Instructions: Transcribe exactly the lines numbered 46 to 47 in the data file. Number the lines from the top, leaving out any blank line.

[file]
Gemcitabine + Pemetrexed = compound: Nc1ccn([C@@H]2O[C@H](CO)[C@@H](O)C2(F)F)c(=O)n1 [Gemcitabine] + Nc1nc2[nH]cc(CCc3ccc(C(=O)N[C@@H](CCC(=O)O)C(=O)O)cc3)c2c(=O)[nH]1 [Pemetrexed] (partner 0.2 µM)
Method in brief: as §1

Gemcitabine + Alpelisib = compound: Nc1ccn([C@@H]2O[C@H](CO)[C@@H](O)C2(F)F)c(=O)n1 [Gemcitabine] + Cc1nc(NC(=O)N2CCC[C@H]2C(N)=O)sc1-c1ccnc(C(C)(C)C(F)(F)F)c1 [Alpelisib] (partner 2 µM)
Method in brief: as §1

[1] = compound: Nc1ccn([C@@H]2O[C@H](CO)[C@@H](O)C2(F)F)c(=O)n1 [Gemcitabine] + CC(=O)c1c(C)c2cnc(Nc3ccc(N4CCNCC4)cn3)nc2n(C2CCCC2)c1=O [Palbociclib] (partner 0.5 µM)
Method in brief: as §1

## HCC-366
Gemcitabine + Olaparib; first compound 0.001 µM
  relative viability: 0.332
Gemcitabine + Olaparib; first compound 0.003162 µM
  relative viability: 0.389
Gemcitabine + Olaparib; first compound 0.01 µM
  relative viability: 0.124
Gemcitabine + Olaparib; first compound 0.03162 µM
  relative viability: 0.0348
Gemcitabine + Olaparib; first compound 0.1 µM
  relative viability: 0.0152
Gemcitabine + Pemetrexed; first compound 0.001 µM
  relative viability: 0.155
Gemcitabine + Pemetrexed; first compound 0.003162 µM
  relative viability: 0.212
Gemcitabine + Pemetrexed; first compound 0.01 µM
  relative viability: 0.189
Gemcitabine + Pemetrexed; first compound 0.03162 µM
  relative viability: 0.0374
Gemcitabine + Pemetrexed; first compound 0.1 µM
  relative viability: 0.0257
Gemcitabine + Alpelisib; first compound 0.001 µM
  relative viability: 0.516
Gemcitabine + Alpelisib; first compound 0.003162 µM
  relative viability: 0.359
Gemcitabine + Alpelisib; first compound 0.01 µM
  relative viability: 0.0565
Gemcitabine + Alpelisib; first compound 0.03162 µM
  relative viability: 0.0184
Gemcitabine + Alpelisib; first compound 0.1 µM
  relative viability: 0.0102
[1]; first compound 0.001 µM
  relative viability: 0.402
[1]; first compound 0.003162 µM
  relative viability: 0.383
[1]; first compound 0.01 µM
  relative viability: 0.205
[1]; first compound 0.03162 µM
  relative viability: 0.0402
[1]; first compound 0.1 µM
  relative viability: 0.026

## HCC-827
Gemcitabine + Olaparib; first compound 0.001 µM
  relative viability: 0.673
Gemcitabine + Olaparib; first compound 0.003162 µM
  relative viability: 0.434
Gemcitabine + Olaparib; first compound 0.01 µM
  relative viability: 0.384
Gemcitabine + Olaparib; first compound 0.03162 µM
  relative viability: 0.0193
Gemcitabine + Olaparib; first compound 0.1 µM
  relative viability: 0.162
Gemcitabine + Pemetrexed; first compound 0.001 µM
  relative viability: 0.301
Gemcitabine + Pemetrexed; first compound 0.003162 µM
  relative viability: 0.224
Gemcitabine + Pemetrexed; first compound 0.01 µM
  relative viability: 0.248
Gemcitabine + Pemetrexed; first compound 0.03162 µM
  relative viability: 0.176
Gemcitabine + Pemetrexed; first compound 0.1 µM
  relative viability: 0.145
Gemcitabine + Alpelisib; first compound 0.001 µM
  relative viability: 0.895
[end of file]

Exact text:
[1]; first compound 0.1 µM
  relative viability: 0.026